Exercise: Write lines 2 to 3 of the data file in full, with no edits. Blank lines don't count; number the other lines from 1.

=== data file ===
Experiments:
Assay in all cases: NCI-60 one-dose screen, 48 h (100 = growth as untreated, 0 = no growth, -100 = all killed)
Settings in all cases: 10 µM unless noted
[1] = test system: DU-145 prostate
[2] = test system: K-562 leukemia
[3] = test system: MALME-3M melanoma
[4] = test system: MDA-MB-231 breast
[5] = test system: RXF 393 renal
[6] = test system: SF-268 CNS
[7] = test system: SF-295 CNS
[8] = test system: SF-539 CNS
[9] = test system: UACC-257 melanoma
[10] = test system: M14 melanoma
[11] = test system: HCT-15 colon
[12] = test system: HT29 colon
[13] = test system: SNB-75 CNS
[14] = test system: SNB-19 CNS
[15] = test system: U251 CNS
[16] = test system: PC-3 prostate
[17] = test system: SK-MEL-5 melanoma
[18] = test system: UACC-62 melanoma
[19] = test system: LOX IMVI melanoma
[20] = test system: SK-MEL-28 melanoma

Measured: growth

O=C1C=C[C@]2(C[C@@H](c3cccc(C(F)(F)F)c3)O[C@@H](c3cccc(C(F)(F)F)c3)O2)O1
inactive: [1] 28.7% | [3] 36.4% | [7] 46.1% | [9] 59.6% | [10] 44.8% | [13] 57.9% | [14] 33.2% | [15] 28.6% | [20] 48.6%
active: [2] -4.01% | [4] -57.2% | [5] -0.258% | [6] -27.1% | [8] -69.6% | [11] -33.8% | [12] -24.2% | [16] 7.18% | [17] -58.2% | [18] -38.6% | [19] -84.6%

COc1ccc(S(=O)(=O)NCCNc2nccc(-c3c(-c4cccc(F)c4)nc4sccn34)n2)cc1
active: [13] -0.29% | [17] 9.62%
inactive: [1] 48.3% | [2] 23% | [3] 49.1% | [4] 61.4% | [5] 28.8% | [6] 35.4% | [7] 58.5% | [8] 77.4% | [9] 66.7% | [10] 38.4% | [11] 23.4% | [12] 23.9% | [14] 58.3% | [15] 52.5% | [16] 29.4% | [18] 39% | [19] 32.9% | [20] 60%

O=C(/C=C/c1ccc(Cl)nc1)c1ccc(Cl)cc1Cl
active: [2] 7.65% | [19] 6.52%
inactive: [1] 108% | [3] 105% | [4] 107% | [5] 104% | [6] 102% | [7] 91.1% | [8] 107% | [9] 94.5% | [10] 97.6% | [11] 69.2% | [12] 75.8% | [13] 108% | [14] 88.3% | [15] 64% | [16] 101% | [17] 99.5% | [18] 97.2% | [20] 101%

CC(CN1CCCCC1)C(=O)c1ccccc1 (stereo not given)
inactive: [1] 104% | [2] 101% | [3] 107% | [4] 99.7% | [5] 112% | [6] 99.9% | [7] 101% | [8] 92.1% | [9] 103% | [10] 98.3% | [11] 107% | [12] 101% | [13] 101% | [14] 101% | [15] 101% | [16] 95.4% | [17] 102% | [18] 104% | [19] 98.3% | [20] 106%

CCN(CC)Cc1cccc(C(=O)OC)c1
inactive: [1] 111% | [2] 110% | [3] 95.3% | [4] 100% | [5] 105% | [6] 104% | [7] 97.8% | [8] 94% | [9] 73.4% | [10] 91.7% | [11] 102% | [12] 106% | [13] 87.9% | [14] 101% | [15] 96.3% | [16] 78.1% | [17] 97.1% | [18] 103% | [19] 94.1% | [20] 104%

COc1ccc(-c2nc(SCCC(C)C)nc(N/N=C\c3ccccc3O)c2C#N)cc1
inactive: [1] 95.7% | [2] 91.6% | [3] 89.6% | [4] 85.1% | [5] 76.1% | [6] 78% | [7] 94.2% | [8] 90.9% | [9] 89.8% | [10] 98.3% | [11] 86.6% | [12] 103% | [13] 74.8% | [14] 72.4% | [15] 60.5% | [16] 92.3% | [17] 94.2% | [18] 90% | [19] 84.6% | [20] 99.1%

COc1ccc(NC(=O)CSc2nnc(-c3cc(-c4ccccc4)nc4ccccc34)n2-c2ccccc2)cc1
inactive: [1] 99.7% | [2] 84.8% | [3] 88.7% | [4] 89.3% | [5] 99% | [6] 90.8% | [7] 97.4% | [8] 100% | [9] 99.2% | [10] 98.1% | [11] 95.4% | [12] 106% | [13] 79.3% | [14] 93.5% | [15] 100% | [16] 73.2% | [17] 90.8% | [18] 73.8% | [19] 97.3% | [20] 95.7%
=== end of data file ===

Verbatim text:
Assay in all cases: NCI-60 one-dose screen, 48 h (100 = growth as untreated, 0 = no growth, -100 = all killed)
Settings in all cases: 10 µM unless noted